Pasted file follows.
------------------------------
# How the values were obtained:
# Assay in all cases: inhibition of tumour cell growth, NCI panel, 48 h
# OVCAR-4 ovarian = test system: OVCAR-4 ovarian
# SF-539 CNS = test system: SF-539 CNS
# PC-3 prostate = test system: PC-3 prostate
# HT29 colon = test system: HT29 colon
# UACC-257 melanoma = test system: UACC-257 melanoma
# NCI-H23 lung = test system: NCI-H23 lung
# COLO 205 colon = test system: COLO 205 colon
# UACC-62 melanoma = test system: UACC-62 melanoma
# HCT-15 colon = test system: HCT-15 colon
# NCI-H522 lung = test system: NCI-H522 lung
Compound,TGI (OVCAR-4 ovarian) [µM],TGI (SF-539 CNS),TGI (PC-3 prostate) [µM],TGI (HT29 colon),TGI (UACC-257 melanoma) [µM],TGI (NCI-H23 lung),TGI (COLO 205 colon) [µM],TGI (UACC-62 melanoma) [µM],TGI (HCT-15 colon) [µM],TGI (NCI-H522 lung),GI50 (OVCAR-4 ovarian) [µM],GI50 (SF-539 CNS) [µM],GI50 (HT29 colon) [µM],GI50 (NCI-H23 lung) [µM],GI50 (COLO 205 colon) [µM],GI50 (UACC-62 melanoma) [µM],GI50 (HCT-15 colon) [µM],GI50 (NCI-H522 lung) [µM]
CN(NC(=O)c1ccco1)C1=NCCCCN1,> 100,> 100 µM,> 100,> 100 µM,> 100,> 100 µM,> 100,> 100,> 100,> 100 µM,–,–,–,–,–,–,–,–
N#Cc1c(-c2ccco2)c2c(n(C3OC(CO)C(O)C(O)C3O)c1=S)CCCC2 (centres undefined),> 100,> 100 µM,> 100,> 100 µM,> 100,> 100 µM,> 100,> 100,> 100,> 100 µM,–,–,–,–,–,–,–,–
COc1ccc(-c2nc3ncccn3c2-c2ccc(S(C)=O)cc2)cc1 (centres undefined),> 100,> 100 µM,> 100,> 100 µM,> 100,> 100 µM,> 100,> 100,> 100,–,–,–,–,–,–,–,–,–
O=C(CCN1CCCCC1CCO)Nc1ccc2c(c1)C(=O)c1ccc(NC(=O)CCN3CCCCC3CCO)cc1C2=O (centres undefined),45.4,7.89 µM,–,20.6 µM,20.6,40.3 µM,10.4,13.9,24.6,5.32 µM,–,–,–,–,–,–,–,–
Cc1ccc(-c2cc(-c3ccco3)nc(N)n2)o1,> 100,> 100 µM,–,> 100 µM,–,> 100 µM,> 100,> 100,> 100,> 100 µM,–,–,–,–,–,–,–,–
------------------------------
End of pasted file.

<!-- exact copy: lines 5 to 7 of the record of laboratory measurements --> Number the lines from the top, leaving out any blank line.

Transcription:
# PC-3 prostate = test system: PC-3 prostate
# HT29 colon = test system: HT29 colon
# UACC-257 melanoma = test system: UACC-257 melanoma